- Patients who have more trust in their clinicians have better perceptions about the quality of the care they received and have higher patient satisfaction levels, according to a study published in the journal PLOS One.
In the age of patient-centered and value-based care, healthcare professionals have been hearing calls for more empathetic care that will instill better trust from their patients. Fostering a trusting patient-provider relationship has been lauded as a core tenet in better healthcare.
“Patients have to trust their health care professionals to work in their best interest and outcome,” the research team explained. “In this regard, trust in the health care professional has been suggested to be the foundation for effective treatments and fundamental for patient-centered care.”
But to what extent does a patient’s trust in his or her provider drive positive clinical outcomes? Does patient trust truly lead to a higher quality care experience?
Patient trust only leads to more positive perceptions of care, the research team stressed, and not necessarily improved health metrics.
In a literature review of 47 qualitative analyses of the association between patient trust and clinical outcomes, the researchers found a small to moderate correlation between the two principles. However, the researchers identified some differences when breaking down various aspects of clinical outcomes.
There was no correlation between patient trust and objective clinical metrics, the researchers found. Additionally, there was no correlation between patient trust and observer-reported outcomes measures.
Even so, there were at least moderate associations between patient trust and patient perceptions of care. There was a 0.3 correlation between patient trust and patient-reported outcomes, or a subjective review of clinical outcomes. There was also a notable correlation between trust and healthy behaviors, quality of life, and symptom severity.
There was a larger correlation between patient trust and patient satisfaction, the research team observed.
Overall, this indicates that a trusting patient-provider relationship makes patients believe they are receiving better care. Patients report better health outcomes, quality of life, symptom severity, and satisfaction levels. However, patients who trust their providers are not necessarily experiencing objectively better clinical metrics.
Although patients who trust their providers do not always see higher clinical outcomes, this should not take away from the benefits of a trusting patient-provider relationship, the researchers said. Patient perceptions of their own care is still an important aspect of patient engagement and satisfaction, and it should be noted that trust plays a critical role in creating a better experience.
“We observed a significant correlation between trust and self-rated subjective outcomes, which in turn have been associated with objective outcomes,” the researchers said. “Therefore, it could be argued that a possible association between trust and objective outcomes depends on trust-sensitive subjective variables, such as adherence to medication or patient satisfaction with treatment.”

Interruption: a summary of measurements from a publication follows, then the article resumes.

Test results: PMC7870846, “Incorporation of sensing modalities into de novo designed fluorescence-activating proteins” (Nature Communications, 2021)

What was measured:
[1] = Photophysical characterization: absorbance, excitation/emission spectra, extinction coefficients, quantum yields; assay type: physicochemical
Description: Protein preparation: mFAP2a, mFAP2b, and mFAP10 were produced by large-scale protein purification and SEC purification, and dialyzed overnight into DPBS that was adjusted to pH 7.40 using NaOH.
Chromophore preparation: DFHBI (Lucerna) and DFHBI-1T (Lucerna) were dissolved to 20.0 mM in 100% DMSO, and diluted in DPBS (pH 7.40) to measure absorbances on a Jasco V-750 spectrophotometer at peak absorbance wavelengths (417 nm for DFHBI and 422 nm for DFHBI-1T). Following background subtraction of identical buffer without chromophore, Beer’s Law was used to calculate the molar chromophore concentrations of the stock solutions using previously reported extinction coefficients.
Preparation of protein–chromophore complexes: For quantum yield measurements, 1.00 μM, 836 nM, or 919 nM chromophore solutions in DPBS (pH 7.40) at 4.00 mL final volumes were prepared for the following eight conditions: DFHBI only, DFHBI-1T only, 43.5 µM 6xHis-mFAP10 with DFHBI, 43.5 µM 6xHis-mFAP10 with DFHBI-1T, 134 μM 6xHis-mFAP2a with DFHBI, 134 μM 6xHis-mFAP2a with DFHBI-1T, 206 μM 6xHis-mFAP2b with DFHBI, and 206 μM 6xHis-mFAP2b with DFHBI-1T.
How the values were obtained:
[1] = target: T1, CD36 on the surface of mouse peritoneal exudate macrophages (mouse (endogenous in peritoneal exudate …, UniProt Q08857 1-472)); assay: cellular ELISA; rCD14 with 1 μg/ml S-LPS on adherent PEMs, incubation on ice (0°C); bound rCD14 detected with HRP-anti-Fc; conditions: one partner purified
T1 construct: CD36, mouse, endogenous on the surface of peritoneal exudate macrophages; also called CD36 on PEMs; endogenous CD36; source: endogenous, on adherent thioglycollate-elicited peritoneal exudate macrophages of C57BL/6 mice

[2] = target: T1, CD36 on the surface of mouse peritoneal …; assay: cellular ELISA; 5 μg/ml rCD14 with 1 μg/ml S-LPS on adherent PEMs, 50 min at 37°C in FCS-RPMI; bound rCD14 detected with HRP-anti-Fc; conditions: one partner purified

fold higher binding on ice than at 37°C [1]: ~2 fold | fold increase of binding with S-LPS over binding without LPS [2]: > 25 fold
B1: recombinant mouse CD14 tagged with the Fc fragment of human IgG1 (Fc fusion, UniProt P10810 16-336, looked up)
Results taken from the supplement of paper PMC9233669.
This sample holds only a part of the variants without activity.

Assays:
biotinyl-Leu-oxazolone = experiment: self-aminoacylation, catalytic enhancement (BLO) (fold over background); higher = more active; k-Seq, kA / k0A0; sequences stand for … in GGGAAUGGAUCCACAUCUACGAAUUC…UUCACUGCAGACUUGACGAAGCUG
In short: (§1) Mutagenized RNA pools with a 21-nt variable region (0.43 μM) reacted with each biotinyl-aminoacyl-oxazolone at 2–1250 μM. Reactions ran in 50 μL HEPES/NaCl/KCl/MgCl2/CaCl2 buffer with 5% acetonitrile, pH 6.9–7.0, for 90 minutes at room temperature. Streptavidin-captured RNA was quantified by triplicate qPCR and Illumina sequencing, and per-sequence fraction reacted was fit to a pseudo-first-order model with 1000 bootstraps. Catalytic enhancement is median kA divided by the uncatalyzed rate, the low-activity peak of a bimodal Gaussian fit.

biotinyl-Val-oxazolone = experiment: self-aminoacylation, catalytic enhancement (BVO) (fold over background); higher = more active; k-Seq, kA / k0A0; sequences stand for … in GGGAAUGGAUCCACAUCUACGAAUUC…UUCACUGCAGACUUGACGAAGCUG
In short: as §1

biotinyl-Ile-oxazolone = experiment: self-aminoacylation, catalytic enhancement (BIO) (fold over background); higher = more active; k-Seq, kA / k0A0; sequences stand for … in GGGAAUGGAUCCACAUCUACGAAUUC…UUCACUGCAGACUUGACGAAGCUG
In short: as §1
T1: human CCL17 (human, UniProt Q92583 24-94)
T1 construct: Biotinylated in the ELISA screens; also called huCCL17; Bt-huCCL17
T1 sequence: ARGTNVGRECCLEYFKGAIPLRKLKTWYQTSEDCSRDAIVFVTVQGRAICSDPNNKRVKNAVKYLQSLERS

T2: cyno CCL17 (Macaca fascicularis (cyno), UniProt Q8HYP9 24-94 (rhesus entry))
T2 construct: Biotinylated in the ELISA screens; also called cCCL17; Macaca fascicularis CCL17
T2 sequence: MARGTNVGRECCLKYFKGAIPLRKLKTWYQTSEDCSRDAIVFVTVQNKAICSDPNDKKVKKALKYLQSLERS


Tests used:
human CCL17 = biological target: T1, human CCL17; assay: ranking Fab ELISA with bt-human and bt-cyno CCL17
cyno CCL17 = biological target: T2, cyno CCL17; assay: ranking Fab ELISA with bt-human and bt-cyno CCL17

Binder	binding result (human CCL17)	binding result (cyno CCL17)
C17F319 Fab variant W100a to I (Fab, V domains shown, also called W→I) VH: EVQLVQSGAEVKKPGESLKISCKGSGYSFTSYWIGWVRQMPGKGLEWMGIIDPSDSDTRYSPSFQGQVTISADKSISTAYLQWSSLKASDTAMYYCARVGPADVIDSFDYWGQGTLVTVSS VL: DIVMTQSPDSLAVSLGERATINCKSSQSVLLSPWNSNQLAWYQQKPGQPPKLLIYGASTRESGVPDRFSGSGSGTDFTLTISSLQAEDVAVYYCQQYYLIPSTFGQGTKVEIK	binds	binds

“These findings substantiate the asserted fundamental role of patients’ trust in the context of patient-centered care,” the researchers added.
Going forward, more research should go into understanding the relationship between patient trust and clinical outcomes measures, the researchers stated. Investigations should focus on stark positive or negative effects of patient trust on the clinical encounter, ultimately developing more guidelines on how to improve patient-centered care.
However, the current study’s findings do indicate a path forward, the research team pointed out. Creating a trusting relationship between patient and providers is not only an ethically sound practice, but also one that has the power to improve overall patient care.
“Although further studies are required to test the direction of the association between trust and health outcome, trust in the health care professional may not only be a deontological constituent of clinical care, but it might also be consequential for patients’ treatment satisfaction, health behaviors, symptom severity and quality of life.”
Previous research has also indicated the importance of good interpersonal skills on the patient-provider relationship. Provider empathy, for example, is a critical skill for improving patient satisfaction.
One study from the Massachusetts General Hospital department of orthopedic surgery found that 65 percent of patient satisfaction is tied to provider empathy. Providers who do not relate to their patients on a personal level and do not display a meaningful level of empathy are less likely to receive high patient satisfaction scores than their more empathetic peers.
As the healthcare industry continues to value patient satisfaction and emphasize the importance of a positive patient experience, it will be critical for providers to understand both the clinical and interpersonal qualities necessary for fostering better patient satisfaction.